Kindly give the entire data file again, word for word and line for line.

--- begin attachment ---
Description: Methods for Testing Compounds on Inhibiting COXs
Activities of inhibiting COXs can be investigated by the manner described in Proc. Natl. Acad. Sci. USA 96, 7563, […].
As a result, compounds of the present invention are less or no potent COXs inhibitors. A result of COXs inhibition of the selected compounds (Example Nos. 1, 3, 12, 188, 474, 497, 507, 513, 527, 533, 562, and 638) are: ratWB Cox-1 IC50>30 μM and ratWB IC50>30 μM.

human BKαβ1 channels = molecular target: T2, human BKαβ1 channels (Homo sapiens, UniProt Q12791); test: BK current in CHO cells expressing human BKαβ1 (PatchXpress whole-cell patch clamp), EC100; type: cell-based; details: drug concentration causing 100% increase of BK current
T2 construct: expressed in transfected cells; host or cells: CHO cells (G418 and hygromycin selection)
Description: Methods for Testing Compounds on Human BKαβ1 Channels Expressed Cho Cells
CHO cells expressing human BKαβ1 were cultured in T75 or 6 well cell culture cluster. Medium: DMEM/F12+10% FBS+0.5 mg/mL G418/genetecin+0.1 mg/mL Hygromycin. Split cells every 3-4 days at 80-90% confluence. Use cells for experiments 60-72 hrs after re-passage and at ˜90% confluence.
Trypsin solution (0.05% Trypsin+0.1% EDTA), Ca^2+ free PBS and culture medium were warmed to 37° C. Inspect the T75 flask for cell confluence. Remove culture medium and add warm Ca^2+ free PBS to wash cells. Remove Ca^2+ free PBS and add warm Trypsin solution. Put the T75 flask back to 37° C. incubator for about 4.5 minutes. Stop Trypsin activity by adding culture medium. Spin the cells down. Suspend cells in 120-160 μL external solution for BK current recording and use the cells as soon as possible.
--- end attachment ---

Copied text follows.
Description: Methods for Testing Compounds on Inhibiting COXs
Activities of inhibiting COXs can be investigated by the manner described in Proc. Natl. Acad. Sci. USA 96, 7563, […].
As a result, compounds of the present invention are less or no potent COXs inhibitors. A result of COXs inhibition of the selected compounds (Example Nos. 1, 3, 12, 188, 474, 497, 507, 513, 527, 533, 562, and 638) are: ratWB Cox-1 IC50>30 μM and ratWB IC50>30 μM.

human BKαβ1 channels = molecular target: T2, human BKαβ1 channels (Homo sapiens, UniProt Q12791); test: BK current in CHO cells expressing human BKαβ1 (PatchXpress whole-cell patch clamp), EC100; type: cell-based; details: drug concentration causing 100% increase of BK current
T2 construct: expressed in transfected cells; host or cells: CHO cells (G418 and hygromycin selection)
Description: Methods for Testing Compounds on Human BKαβ1 Channels Expressed Cho Cells
CHO cells expressing human BKαβ1 were cultured in T75 or 6 well cell culture cluster. Medium: DMEM/F12+10% FBS+0.5 mg/mL G418/genetecin+0.1 mg/mL Hygromycin. Split cells every 3-4 days at 80-90% confluence. Use cells for experiments 60-72 hrs after re-passage and at ˜90% confluence.
Trypsin solution (0.05% Trypsin+0.1% EDTA), Ca^2+ free PBS and culture medium were warmed to 37° C. Inspect the T75 flask for cell confluence. Remove culture medium and add warm Ca^2+ free PBS to wash cells. Remove Ca^2+ free PBS and add warm Trypsin solution. Put the T75 flask back to 37° C. incubator for about 4.5 minutes. Stop Trypsin activity by adding culture medium. Spin the cells down. Suspend cells in 120-160 μL external solution for BK current recording and use the cells as soon as possible.